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Anatomy and Function of the Urinary System

Illustration of the anatomy of the urinary system, front view
Click Image to Enlarge

How does the urinary system work?

The body takes nutrients from food and changes them to energy. After the body has taken the food components that it needs, waste products are left behind in the bowel and in the blood.

The kidney and urinary systems help the body to get rid of liquid waste called urea. They also help to keep chemicals (such as potassium and sodium) and water in balance. Urea is produced when foods containing protein (such as meat, poultry, and certain vegetables) are broken down in the body. Urea is carried in the blood to the kidneys. This is where it is removed, along with water and other wastes in the form of urine.

The kidneys have other important functions. They control blood pressure and produce the hormone erythropoietin. This hormone controls red blood cell production in the bone marrow. The kidneys also control the acid-base balance and conserve fluids.

Illustration of the anatomy of the kidney
Click Image to Enlarge

Kidney and urinary system parts and their functions

  • Two kidneys. This pair of purplish-brown organs is located below the ribs toward the middle of the back. Their function is to:

    • Remove waste products and medicines from the body

    • Balance the body's fluids

    • Balance a variety of electrolytes

    • Release hormones to control blood pressure

    • Release a hormone to control red blood cell production

    • Help with bone health by controlling calcium and phosphorus

The kidneys remove urea from the blood through tiny filtering units called nephrons. Each nephron consists of a ball formed of small blood capillaries (glomerulus) and a small tube called a renal tubule. Urea, together with water and other waste substances, forms the urine as it passes through the nephrons and down the renal tubules of the kidney.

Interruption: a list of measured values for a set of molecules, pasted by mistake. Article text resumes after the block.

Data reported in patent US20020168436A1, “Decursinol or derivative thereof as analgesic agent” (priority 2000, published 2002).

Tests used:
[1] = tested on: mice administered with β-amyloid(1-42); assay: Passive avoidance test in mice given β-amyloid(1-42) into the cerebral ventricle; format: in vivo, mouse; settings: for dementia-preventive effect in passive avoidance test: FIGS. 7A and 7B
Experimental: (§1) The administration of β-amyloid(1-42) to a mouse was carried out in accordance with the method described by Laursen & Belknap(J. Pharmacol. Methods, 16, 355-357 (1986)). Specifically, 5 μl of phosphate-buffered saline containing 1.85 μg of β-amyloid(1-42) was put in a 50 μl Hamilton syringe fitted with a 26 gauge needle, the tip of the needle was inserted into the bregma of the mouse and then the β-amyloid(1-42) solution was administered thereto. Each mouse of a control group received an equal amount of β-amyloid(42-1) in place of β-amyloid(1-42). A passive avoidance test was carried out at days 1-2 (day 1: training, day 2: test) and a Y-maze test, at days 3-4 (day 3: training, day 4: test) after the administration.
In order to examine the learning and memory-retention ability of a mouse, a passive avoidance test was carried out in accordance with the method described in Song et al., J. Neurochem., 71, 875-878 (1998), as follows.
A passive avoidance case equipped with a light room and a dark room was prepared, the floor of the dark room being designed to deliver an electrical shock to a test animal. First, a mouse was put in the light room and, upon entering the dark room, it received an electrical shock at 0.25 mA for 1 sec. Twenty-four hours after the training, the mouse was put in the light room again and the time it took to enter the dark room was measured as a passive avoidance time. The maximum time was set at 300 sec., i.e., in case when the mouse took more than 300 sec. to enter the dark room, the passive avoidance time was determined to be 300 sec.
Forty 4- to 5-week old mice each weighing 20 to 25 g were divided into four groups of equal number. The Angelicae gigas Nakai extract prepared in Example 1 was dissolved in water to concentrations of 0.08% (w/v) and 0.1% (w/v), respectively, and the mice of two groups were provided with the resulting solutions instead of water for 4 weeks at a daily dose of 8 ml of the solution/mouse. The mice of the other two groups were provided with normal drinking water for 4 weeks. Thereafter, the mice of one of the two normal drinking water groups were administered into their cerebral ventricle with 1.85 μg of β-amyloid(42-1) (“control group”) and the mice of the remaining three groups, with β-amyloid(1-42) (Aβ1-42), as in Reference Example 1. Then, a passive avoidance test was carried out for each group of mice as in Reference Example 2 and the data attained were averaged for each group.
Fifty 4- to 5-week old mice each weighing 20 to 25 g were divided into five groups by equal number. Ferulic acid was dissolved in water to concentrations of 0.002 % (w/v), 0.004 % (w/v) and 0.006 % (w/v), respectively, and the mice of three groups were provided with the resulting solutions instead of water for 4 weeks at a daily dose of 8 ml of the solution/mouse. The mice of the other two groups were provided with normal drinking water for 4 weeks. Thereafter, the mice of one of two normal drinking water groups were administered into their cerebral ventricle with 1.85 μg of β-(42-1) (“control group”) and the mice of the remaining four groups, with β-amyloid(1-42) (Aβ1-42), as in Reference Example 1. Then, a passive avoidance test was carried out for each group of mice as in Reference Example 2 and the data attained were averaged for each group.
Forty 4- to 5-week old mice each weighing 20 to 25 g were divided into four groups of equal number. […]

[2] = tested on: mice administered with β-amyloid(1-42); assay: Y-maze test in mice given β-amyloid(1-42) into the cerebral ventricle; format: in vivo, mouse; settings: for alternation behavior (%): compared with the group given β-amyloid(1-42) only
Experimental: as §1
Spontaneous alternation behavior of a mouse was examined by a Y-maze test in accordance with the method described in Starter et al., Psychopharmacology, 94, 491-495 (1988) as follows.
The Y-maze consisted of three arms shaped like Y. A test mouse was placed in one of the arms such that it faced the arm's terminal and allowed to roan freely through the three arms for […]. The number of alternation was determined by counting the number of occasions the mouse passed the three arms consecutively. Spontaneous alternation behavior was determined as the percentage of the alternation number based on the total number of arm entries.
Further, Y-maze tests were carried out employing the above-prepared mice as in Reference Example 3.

• Two ureters. These narrow tubes carry urine from the kidneys to the bladder. Muscles in the ureter walls keep tightening and relaxing. This forces urine downward, away from the kidneys. If urine backs up, or is allowed to stand still, a kidney infection can develop. About every 10 to 15 seconds, small amounts of urine are emptied into the bladder from the ureters.

  • Bladder. This triangle-shaped, hollow organ is located in the lower belly. It is held in place by ligaments that are attached to other organs and the pelvic bones. The bladder's walls relax and expand to store urine. They contract and flatten to empty urine through the urethra. The typical healthy adult bladder can store up to 2 cups of urine for 2 to 5 hours.

  • Two sphincter muscles. These circular muscles help keep urine from leaking by closing tightly like a rubber band around the opening of the bladder.

  • Nerves in the bladder. The nerves alert a person when it is time to urinate, or empty the bladder.

  • Urethra. This tube allows urine to pass outside the body. The brain signals the bladder muscles to tighten. This squeezes urine out of the bladder. At the same time, the brain signals the sphincter muscles to relax to let urine exit the bladder through the urethra. When all the signals happen in the correct order, normal urination happens.

Facts about urine

  • Normal, healthy urine is a pale straw or clear yellow color.

  • Darker yellow or honey-colored urine often means you need more water.

  • A darker, brownish color may mean a liver problem or severe dehydration.

  • Pinkish or red urine may mean blood in the urine.

Online Medical Reviewer: John Hanrahan MD
Online Medical Reviewer: Marc Greenstein MD
Online Medical Reviewer: Raymond Kent Turley BSN MSN RN
Date Last Reviewed: 11/1/2018
© 2000-2019 The StayWell Company, LLC. 800 Township Line Road, Yardley, PA 19067. All rights reserved. This information is not intended as a substitute for professional medical care. Always follow your healthcare professional's instructions.
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